3. PS I heart the videos! 😉

  4. Martha says:

    Amy,

    I love your post. I think you thoughts are essential feelings of any responsible urban planner. We are normally taking care of problems and huge ones. These problems affect not only space and buildings, and also the evolving relation between space, people and their future. I also think we work with different communities and different actors with particular interest. So, there is no blacks and whites, there are just cases, experiences and good intensions.

    Regards,

    Martha

  5. Christina says:

    Amy, I love your post. Walking behind you in that video, is a strange experience. Thank you for always stepping up to the challenges that you are constantly presented with–the world needs you and more people like you!

  6. Elaine Gast says:

    Really interesting post, Amy. The videos really give us a view into your experience there. It’s amazing that within a short turnaround, your team was able to produce something that is being used as part of the plan for reconstruction. Learning by Doing seems to be working.

    We all have those feelings of “Am I really qualified for this work?” Whether it’s running an organization, raising a child, reconstructing a collapsed culture, or sitting by the bedside of someone who is dying. All we can do is show up, with heart, and listen. I think the listening, first, is where true leadership comes in.

    I love that you are able to show your humility and, at times, your vulnerability with grace.

    And for what it’s worth, I’d take planning advice from you any day.

    Elaine

  7. Amy Stitely says:

    Danielle, this is the first engagement in Haiti. We are still trying to feel out what the work will look like over the long-term. We developed the housing framework in a sprint that felt a lot like one-off consulting, which is not our normal modus operandi. Moving forward, I think we will try to develop deeper relationships with partners on the ground, but it’s hard to say at this moment. There is so much activity happening at so many different levels in the country, and the context is still new to us.

    As an org, CoLab has learned a lot from the work in Lawrence and in New Orleans. It takes real administrative and management commitment to maintain our relationships with partners as the doors continue to revolve year after year. Programs like NOLA fellows, MIT@Lawrence, Cartegena Practicum, and Mel King Fellows have given structure to our work and helped us hone our methods for student engagement.

    Personally, I found that my own student experience in New Orleans was helpful in prepping me to do the work in Haiti. However, I don’t want to oversimplify the matter by drawing too many parallels between the two places.

    Thank you friends for your supportive and encouraging comments. And thank you, Danielle, for teaching me how to make an iMovie.

  8. Dear Amy,

    First let me say that I am privileged to work with you at CoLab. Your reflection shows that you have a social conscious that guides your work and reflects your honesty and integrity as a professional.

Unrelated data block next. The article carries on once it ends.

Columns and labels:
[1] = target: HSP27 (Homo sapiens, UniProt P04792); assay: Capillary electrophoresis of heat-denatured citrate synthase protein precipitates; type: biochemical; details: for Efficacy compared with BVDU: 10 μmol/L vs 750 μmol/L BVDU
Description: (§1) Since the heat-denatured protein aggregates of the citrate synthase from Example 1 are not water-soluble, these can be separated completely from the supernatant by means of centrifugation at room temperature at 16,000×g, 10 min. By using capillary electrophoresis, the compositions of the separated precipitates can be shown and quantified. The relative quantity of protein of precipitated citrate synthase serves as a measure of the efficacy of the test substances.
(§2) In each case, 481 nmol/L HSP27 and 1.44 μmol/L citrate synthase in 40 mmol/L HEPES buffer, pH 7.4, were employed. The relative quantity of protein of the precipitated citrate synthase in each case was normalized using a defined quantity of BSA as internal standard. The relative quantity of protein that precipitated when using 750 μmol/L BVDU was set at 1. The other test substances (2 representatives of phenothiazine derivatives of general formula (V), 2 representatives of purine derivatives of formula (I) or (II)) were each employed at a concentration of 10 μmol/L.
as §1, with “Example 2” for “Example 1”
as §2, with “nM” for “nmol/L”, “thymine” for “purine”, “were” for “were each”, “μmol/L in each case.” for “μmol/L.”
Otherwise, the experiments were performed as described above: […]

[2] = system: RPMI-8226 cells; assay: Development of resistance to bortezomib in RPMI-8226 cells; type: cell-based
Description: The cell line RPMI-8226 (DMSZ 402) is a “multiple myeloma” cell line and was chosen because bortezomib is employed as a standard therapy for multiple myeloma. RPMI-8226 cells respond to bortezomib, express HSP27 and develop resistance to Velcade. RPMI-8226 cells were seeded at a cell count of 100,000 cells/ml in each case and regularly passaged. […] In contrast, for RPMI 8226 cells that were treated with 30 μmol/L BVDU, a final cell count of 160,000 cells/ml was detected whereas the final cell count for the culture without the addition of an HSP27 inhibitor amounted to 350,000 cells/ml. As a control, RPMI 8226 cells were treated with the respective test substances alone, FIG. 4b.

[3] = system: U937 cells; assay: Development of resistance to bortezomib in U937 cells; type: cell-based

Regarding planning for sound decision-making at the higher level. There are many things that are out of the control of the professional (in this case the consultant). Things that inevitable must emerge from the interaction between people and plans.

    Finally, I believe your post has a common ground with Uyen’s post. Both of you are somehow dealing with the challenge of how to best inform decision-making at the higher level.

    Carlos

  9. Amy Stitely says:

    Rebecca, Your comments are so deeply thoughtful. I wanted to thank you for reminding me that yes! inspiration also rises from the context of weak economic and political infrastructure. In Haiti I was inspired by the spirit of entrepreneurship and self-determination that thrives in the capital city. There are so many independent vendors in the streets and in the camps, doing their best to “make a way when there is no way” (in the words of Beloved Community Center’s Joyce Johnson).

    In my mind, these Haitian vendors are closely related to the ones in Bazurto. They also share common characteristics with the small business owners on Broad Street and in Camden – two other places where people have generated their own means among their own local networks.

    One of CoLab’s guiding principles is called “shared wealth generation.” Nine months ago, I was having a really hard time grasping the concept. I’m starting to get it now, thanks to colab radio contributers who are lifting up tangible stories and real examples.

  10. Brian Rosa says:

    Hey Amy- reading this made me think about my work in recovery planning in New Orleans a few years ago, and the photo/oral history project I did there afterward . I had written down some notes when I returned to Cornell, and I figured this might be a good place to share. Thanks for this, I think you bring up a lot of good questions about planning education and responses to disaster.

    ————

    Was I a Disaster Tourist?

    One afternoon this March, I was driving around the Lower 9th Ward with my research partner Ben, trying to find some good photos to take. One of my assignments was to take some pictures of people, be it residents or volunteers, working on their homes. As I drove by a local church, I saw a large group of young black men and women sitting in front of a group of gutted houses. We, two young white men, pulled over our rented Dodge Kalibur and approached the group, I with my camera in hand.

    “No pictures!,” one of the men yelled, almost in a state of panic. I approached one of workers, a young man with dreadlocks.

    “So where are you guys from,” he asked?